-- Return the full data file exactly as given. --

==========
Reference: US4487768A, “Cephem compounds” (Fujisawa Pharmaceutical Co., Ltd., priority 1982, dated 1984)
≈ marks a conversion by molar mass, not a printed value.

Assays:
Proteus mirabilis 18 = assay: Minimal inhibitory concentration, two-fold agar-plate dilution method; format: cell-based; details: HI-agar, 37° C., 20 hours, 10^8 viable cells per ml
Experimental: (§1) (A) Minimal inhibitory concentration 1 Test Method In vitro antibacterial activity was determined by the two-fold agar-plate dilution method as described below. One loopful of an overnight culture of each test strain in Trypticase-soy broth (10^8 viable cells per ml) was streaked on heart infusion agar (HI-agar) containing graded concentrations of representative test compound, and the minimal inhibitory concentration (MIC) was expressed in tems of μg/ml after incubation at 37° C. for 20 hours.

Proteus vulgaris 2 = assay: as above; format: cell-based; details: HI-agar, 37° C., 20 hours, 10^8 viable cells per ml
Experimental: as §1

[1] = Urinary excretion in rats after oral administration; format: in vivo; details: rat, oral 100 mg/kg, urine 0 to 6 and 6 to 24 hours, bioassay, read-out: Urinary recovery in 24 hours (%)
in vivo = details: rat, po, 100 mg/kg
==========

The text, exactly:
Reference: US4487768A, “Cephem compounds” (Fujisawa Pharmaceutical Co., Ltd., priority 1982, dated 1984)
≈ marks a conversion by molar mass, not a printed value.

Assays:
Proteus mirabilis 18 = assay: Minimal inhibitory concentration, two-fold agar-plate dilution method; format: cell-based; details: HI-agar, 37° C., 20 hours, 10^8 viable cells per ml
Experimental: (§1) (A) Minimal inhibitory concentration 1 Test Method In vitro antibacterial activity was determined by the two-fold agar-plate dilution method as described below. One loopful of an overnight culture of each test strain in Trypticase-soy broth (10^8 viable cells per ml) was streaked on heart infusion agar (HI-agar) containing graded concentrations of representative test compound, and the minimal inhibitory concentration (MIC) was expressed in tems of μg/ml after incubation at 37° C. for 20 hours.

Proteus vulgaris 2 = assay: as above; format: cell-based; details: HI-agar, 37° C., 20 hours, 10^8 viable cells per ml
Experimental: as §1

[1] = Urinary excretion in rats after oral administration; format: in vivo; details: rat, oral 100 mg/kg, urine 0 to 6 and 6 to 24 hours, bioassay, read-out: Urinary recovery in 24 hours (%)
in vivo = details: rat, po, 100 mg/kg